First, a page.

The Three Standards

Upward Bound students remain in good standing in the program by meeting three standards of excellence. The first standard is academic progress; the second standard is responsible attendance; and the third standard is active participation. Details on each of these three standards follow.


Upward Bound is an academic program with the purpose of assisting students to successfully complete high school and then to enroll in college. Since a good academic record is needed for college admission, and an excellent academic record can pay off in scholarship awards, Upward Bound students are expected to work hard and do their best in their studies. To be a student in good standing in this program, it is necessary to maintain a GPA of 2.0 or above and to increase one’s GPA each year. Students who attend regularly and maintain a GPA of 3.0 or more or who show significant progress in raising their GPA will be eligible for special trips, events, and drawings during the year.

As an Upward Bound student, you are required to follow the college- prep curriculum determined by your high school. That means at least 4 years of English, 3 years of science, 3 years of math, 3 years of social sciences and 2-3 years of foreign language. As a member of this Upward Bound Program, you are required to take a full load each semester. If you are unable to meet this requirement, you must have an alternate curriculum plan approved by the Academic Advisor and Staff Council. Failure to do so may result in suspension from the program.

Ohio State ATI Upward Bound strongly encourages you to do more than the minimum college-prep curriculum set by your high school. Upward Bound strongly encourages you to take a course every year in English, math, science, foreign language, and the humanities, especially history.

Tutoring is available to all Upward Bound students and required of those students who need it. If a student has a grade of C, D or F in the academic subjects (math, science, English, foreign language, or the social sciences), the student will be required to attend tutoring 3 hours a week until the next grading period.

Academic Probation is given for having a current GPA of less than 2.0. It has a term of one grading period. During the grading period, the student must complete all homework, spend extra time studying, and attend tutoring. Academic probation for a GPA less than 2.0 can continue for a maximum of one school year. If a student has been on academic probation two or more grading periods and has not raised his/her GPA for the year above 2.0 by the end of a school year, the student may not be eligible for the summer program and may not be renewed for the coming year.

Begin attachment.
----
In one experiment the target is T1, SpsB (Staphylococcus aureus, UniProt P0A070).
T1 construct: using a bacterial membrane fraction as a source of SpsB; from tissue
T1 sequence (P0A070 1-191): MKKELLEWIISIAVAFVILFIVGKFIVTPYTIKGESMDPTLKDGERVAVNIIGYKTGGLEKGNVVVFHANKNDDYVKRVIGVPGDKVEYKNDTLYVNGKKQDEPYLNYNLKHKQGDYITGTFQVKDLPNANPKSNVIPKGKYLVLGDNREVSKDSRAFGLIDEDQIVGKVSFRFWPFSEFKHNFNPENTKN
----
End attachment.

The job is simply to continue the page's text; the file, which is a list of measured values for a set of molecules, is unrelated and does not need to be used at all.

Procedure: The Academic Advisor initiates and monitors academic probation. The Academic Advisor and the student fill out and sign a probation contract. The student then takes the contract to his/her parents for their review and signature and returns the contract to the Academic Advisor. A copy is sent to the In-School Mentor and the Director and a copy is placed in the student’s file. At the end of each grading period, the probation contract is reviewed by the Academic Advisor and In-School Coordinator and appropriate action is taken. The Director, Academic Advisor and the In-School Mentors may agree to override any feature of this policy in certain circumstances.


Upward Bound students are expected to attend every weekly in-school meeting and Saturday meeting during the academic year. If a student must miss a weekly meeting, he/she may request an excused absence and do a make-up assignment. If a student incurs 4 unexcused absences, he/she may be suspended from the program.


A. Definition of an Excused Absence

Excused absences are granted when the excuse meets certain criteria and the excused absence is requested in a timely and appropriate manner. Specific criteria and procedures are set by each In-School Mentor.

1. Reason

In general, an excused absence is granted for:

a. a circumstance that is not the student’s choice

b. for an opportunity/obligation of equal value to the college-bound student.

Examples of excused absences would be: absence from school, doctor’s appointment, field trips, family emergency, and a schedule conflict with another worthwhile activity. Work is generally not considered an excused absence. Students are expected to communicate their UB obligations to their employers and to schedule their work hours so there will not be a conflict.

The In-School Mentor may require appropriate documentation for excused absences, e.g. a note from the parents, a schedule for another activity, etc.

2. Timeliness